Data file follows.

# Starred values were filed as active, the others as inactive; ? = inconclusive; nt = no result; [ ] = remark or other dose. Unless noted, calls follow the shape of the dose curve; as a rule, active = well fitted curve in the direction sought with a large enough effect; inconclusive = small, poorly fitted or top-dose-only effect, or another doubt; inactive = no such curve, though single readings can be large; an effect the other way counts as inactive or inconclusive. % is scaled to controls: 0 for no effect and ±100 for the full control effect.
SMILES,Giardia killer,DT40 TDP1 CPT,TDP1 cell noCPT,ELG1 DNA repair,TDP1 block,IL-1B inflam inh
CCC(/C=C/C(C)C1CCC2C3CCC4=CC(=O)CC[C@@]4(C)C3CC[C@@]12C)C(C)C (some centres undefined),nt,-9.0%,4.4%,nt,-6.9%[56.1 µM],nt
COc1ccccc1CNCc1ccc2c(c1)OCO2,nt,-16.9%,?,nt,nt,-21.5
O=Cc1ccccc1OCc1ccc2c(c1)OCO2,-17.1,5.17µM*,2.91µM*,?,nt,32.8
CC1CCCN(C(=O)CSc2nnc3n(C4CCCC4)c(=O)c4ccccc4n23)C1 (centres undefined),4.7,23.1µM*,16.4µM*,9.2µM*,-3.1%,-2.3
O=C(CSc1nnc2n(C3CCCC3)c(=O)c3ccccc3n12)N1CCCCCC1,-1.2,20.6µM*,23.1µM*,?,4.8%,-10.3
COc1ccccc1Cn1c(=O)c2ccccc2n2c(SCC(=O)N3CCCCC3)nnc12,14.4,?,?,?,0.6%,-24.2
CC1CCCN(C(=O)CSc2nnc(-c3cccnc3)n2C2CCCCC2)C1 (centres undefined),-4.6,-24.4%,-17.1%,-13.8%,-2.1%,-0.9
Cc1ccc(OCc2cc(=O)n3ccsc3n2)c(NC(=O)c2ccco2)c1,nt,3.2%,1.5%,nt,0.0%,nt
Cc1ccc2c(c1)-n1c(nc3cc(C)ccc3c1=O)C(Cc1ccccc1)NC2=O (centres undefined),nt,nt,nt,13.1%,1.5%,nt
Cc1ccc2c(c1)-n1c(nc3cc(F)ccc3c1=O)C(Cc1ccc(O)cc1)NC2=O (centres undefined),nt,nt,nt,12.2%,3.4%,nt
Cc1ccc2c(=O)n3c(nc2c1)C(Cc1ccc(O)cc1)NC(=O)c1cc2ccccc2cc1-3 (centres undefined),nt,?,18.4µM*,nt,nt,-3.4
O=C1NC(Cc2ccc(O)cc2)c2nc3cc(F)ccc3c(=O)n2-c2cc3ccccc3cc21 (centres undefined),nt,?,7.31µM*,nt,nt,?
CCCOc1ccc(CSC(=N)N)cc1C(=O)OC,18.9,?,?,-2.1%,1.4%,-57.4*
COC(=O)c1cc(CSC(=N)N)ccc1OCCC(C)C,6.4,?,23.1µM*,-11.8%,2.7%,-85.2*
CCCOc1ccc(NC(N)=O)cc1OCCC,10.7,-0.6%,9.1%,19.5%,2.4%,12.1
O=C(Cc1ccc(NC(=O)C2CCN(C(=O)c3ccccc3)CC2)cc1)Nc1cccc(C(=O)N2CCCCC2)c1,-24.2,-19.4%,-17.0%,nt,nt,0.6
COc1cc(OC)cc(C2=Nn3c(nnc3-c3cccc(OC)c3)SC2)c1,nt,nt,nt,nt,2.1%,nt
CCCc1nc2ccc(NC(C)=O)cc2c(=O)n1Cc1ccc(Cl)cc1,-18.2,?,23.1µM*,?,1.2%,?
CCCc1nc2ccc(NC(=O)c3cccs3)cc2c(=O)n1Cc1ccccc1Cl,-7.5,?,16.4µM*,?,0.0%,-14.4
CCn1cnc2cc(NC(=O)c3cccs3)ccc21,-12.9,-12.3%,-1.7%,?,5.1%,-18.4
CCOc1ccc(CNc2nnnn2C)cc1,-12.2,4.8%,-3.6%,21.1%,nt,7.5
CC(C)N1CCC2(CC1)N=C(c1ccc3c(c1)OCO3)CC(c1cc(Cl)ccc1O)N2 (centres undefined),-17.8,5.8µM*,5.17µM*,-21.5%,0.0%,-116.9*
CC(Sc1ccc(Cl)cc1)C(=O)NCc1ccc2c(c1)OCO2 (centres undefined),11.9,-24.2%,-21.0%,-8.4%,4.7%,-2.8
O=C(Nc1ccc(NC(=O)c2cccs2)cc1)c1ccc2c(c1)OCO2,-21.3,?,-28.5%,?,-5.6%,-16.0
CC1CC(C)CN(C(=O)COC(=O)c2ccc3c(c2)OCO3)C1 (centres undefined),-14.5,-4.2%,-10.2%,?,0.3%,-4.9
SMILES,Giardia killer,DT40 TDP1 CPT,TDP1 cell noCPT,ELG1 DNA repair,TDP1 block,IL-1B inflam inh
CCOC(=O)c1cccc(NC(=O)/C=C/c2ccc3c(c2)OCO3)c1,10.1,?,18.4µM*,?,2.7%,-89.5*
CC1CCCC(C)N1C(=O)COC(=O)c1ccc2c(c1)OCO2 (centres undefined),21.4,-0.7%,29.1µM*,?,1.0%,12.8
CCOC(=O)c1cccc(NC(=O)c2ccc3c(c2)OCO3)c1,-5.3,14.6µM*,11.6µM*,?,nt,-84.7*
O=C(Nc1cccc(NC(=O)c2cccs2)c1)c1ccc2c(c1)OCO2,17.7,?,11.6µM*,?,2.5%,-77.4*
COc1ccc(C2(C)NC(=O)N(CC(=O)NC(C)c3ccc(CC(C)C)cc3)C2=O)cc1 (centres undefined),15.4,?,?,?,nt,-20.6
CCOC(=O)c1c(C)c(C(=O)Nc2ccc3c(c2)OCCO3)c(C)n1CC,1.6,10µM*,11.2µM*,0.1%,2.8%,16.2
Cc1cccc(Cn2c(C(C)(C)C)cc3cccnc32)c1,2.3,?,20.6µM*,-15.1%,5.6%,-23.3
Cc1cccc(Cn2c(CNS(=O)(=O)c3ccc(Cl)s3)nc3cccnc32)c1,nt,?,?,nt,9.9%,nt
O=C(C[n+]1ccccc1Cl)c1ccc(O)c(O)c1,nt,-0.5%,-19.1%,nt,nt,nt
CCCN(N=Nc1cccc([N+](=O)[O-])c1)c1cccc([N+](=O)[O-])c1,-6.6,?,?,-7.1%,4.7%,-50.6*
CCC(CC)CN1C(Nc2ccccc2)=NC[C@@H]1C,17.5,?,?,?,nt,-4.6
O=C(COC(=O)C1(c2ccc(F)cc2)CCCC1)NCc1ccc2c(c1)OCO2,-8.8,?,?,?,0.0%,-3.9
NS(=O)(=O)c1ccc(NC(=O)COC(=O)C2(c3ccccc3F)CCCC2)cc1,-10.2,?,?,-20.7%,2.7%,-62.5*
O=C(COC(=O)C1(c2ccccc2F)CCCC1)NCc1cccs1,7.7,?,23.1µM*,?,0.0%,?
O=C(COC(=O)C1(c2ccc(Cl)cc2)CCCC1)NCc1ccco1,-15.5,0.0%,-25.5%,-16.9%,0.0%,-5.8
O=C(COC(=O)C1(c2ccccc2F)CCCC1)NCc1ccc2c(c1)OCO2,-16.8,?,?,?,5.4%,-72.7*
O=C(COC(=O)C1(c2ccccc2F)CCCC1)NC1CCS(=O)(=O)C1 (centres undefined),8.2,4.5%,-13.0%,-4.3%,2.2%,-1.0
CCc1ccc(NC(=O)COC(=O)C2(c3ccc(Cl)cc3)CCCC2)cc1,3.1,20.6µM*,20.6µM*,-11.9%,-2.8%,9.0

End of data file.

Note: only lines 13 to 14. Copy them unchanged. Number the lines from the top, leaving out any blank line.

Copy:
Cc1ccc2c(=O)n3c(nc2c1)C(Cc1ccc(O)cc1)NC(=O)c1cc2ccccc2cc1-3 (centres undefined),nt,?,18.4µM*,nt,nt,-3.4
O=C1NC(Cc2ccc(O)cc2)c2nc3cc(F)ccc3c(=O)n2-c2cc3ccccc3cc21 (centres undefined),nt,?,7.31µM*,nt,nt,?